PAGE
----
Abducted Haiti missionaries describe how they escaped kidnappers at night using stars for navigation through dense forest
Twelve missionaries based in the US who were abducted in Haiti have revealed how they managed to get away on their own after the gang that seized them in October demanded a ransom of $1m (£740,000) per hostage.
The missionaries from Christian Aid Ministries say they made their escape at night and used the stars for navigation to trek through dense bush for hours, a church spokesman told reporters.
Christian Aid Ministries announced the group of 13 were finally free last week (second week of December) from a total of 17 missionaries and their families that were abducted.
Five others people had already been released. They were abducted after they had visited an orphanage.
“When they sensed the timing was right, they found a way to open the door that was closed and blocked, filed silently to the path they [had] chosen to follow and left the place that they were held,” church spokesman Weston Showalter said at a news conference in Ohio.
Evading “numerous guards”, the group travelled in the direction of a mountain that they had seen days earlier, using constellations to guide them.
The group included a married couple, a 10-month old baby, and children aged three, 14 and 15. There were also four adult men and two women.
They travelled through “woods and thickets, working through thorns and briars,” Showalter said.
Showalter explained how the group, including all of the children, remained silent during the ordeal and that the infant was wrapped in clothing to protect her from the prickly briars.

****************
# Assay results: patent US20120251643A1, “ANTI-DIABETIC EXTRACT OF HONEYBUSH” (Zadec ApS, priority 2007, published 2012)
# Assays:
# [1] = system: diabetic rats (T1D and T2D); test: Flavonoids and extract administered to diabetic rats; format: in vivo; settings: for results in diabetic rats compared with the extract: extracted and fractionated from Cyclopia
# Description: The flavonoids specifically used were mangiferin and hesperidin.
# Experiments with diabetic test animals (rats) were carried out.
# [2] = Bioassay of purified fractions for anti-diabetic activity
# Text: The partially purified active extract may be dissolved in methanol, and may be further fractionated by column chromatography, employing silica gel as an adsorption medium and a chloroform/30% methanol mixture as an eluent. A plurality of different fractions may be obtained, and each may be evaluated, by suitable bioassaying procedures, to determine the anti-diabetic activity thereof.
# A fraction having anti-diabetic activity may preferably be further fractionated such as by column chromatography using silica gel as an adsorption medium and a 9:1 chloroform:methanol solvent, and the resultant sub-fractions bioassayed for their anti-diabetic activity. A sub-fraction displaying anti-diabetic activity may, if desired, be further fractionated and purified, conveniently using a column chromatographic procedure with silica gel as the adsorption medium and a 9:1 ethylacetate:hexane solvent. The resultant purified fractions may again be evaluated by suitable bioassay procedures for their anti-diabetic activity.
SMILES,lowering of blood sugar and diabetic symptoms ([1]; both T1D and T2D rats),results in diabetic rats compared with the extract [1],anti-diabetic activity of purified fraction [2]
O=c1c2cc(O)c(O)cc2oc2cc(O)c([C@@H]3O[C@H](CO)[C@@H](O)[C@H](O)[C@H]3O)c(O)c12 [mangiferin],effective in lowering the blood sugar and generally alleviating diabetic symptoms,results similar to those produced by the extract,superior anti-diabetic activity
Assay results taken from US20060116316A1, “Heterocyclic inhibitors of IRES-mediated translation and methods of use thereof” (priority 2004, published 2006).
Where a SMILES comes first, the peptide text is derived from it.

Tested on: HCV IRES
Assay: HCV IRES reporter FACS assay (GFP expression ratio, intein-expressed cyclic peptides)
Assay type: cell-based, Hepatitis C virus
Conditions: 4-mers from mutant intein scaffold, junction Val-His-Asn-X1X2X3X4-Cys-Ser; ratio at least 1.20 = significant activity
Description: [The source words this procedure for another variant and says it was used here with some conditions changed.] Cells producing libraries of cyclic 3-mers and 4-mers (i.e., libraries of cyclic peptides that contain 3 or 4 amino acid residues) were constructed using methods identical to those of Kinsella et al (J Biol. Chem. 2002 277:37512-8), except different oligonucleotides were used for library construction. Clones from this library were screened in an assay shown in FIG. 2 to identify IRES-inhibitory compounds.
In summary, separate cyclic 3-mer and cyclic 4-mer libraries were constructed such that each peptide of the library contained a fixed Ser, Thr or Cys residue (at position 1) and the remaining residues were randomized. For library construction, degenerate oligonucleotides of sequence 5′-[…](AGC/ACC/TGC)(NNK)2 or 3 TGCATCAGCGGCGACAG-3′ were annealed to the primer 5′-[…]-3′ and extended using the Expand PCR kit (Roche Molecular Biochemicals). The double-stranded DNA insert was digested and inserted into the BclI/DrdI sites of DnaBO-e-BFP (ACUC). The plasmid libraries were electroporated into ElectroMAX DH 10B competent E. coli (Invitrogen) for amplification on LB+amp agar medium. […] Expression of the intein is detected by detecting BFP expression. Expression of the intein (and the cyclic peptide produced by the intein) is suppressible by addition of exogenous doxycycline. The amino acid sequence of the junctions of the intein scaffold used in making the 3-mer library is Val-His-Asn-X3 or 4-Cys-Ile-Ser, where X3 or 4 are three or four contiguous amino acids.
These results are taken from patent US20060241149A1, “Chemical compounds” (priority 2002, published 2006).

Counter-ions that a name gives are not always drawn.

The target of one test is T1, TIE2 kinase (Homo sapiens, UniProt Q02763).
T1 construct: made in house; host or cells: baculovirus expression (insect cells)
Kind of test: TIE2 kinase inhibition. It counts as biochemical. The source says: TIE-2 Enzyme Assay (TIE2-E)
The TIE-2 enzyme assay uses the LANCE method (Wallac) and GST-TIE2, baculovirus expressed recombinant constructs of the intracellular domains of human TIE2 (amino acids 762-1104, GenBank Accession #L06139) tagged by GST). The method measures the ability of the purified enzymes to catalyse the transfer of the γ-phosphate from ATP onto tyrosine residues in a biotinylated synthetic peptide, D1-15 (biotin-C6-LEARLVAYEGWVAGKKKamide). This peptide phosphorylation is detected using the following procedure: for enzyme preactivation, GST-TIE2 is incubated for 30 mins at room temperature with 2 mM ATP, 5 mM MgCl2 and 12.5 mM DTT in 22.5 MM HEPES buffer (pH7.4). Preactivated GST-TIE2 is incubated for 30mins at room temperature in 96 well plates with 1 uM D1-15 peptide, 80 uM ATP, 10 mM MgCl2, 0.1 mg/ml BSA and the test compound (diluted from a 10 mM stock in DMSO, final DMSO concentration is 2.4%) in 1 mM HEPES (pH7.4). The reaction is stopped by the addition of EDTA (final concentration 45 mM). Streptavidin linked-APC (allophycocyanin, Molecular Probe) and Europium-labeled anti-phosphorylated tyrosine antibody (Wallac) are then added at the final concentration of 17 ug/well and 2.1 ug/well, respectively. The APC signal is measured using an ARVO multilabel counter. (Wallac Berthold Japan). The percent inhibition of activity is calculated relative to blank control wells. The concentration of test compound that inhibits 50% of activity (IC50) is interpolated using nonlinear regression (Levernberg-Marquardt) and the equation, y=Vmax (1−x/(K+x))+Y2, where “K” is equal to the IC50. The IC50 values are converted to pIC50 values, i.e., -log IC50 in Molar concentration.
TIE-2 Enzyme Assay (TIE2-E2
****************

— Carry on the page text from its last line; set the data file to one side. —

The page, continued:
“Two hours were through fierce brambles. We were in gang territory the whole hike,” he said, quoting one of the escapees.
Once morning reached they found a person with a phone who helped them call authorities.
The missionaries have flown back to Florida on a US Coast Guard flight, Christian Aid Ministries said. Most have now returned to their families.
At the time of their release, police spokesman Gary Desrosiers told AFP news agency there had been weeks of negotiations between the gang, known as 400 Mazowo, and authorities.
Two group members were freed in November, and another three in early December, and it is still unclear whether a ransom was paid.
Showalter denied initial reports that the group’s driver was a Haitian local. He said the driver was a Canadian, and that he is now also free.
“The hostages spoke to the gang leader on several occasions, boldly reminding him of God and warning him of God’s eventual judgment if him and the gang members continue in their gangs,” Showalter said, adding that the group maintained a 24-hour prayer vigil while in captivity.
Haiti has one of the highest rates of kidnapping in the world, as powerful gangs exploit the lawless situation to profit from ransom payments.
In 2021 alone, there have been nearly 800 kidnappings reported before the end of October.
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